This is not so for Unitarians however. When describing a classical Unitarian approach minister Stephen Lingwood says,

“Revelation for the Unitarian is not a once delivered truth that must now be preached and practiced, and defended, but a process of gradually imperfectly discovering a mysterious truth.”

So, while there might be dramatic moments of revelation in our lives during extraordinary times, it is more usually a process of discovery throughout our lives. Imperfect because we are, and maybe uncertain, but honest and open when followed truly. Stephen continues,

“All that we know is provisional (true for now, but might need to change in the future) and perspectival (not a “bird’s eye view of the world, but shaped by the particular place we are coming from). This means, as noted by American Unitarian theologian James Luther Adams. “Nothing is complete, and thus nothing is exempt from criticism.”” (Seeking Paradise: A Unitarian Mission for Our Times by Stephen Lingwood published by The Lindsey Press)

Stephen points out later in his book that we should avoid the mistake of trying to discern revelation in a “primarily individualistic way.” We are a part of the world, and the world is part of us; we live in communities and societies that shape our views; we are interconnected; “we are part of a social and historical conversation.” We are discerning truth in community; a truth we intuit, that feels right at this time and place.

In our reading Stephanie Ramage speaks of how beauty in its many forms can stir that “something” within us. Another kind of revelation. Something special, something sacred, something inspirational. We can find different words, but there always seems to be that “something”. So, revelation may come to us in many ways. Through nature, literature, poetry, but also the pain and suffering we may encounter on our journey through life; and of course, the inspiration of others – their wisdom, courage and compassion. All these and more can change the direction of our lives or the view we have of life.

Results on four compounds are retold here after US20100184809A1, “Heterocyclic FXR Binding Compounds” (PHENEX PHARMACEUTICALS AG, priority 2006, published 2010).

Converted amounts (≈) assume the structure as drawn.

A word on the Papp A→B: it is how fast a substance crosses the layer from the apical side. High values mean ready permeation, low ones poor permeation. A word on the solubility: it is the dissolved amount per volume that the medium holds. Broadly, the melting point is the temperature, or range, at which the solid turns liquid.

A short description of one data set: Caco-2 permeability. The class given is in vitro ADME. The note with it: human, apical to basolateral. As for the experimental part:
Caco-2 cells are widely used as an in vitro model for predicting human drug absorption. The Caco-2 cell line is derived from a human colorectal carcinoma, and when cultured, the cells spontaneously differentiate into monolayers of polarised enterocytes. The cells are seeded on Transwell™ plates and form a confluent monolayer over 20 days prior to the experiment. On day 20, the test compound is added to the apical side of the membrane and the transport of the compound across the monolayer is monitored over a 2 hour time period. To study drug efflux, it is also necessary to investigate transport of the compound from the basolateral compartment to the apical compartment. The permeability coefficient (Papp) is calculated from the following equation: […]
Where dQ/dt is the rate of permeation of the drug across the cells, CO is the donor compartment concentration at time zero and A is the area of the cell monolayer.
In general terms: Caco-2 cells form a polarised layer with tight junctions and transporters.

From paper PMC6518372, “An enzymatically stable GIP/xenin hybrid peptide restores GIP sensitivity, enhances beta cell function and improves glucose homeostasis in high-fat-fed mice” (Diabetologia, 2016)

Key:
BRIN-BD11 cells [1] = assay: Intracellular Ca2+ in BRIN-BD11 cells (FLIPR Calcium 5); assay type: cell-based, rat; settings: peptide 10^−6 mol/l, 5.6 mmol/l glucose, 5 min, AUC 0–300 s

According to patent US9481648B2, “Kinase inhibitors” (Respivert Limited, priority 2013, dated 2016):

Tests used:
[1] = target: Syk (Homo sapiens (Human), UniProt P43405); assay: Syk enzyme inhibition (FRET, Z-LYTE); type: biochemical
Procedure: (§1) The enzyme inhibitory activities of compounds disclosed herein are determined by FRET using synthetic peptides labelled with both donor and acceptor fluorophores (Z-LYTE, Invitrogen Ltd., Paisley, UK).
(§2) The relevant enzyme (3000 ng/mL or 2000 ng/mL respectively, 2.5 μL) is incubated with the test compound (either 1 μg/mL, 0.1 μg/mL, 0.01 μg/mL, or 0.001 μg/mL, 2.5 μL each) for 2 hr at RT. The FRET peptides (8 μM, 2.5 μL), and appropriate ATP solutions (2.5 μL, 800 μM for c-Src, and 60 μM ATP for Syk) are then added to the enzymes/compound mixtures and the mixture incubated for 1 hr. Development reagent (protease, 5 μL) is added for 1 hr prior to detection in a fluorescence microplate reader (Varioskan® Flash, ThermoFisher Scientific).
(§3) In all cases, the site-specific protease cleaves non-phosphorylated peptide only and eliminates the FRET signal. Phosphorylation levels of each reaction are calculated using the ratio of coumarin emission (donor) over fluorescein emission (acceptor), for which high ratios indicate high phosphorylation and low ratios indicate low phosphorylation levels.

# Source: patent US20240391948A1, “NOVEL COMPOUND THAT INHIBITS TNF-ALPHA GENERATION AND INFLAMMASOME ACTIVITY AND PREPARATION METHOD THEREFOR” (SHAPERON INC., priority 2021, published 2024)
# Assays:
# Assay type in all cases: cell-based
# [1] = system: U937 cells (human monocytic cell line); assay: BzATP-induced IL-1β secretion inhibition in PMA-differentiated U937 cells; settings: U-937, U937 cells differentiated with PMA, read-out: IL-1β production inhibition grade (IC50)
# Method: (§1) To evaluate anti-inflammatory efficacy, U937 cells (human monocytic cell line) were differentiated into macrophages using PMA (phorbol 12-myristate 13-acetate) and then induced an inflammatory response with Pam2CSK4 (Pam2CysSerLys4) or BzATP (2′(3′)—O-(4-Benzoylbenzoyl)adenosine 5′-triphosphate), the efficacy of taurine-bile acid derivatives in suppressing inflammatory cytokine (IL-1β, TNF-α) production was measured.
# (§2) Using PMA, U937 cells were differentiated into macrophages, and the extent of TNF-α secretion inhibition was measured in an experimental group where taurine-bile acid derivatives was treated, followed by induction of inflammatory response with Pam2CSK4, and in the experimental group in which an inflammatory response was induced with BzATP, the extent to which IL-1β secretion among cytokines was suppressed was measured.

Sometimes all the problems in the world, in our lives, can seem overwhelming, hopeless maybe. Their scale and magnitude, and our limitations; but there is always something we can do for the good. It may be seem a small thing, like the old lady in our story throwing starfish back in to the sea; but it may be the most important thing we do in our lives. And perhaps someone will see us on that beach, going about our hopeless task, and perhaps they will join us and we’ll form a community whose task is hopeless, but who manage to do some good. Wouldn’t that would be a beautiful “something” indeed.

May it be so.


by Rainer Maria Rilke

Have patience with everything
unresolved in your heart,
and try to love the questions
themselves, as if they were locked rooms
or books written in a foreign

Don’t search for the answers,
which could not be given to you now,
because you would not be able
to live them.

And the point is, to live everything.

Live the questions now.

Perhaps then, someday far in the future,
you will gradually, without even noticing it,
live your way to the answer.

May we go on the ways of lives in love and peace, and may the God of our understanding be with us now and always. Amen.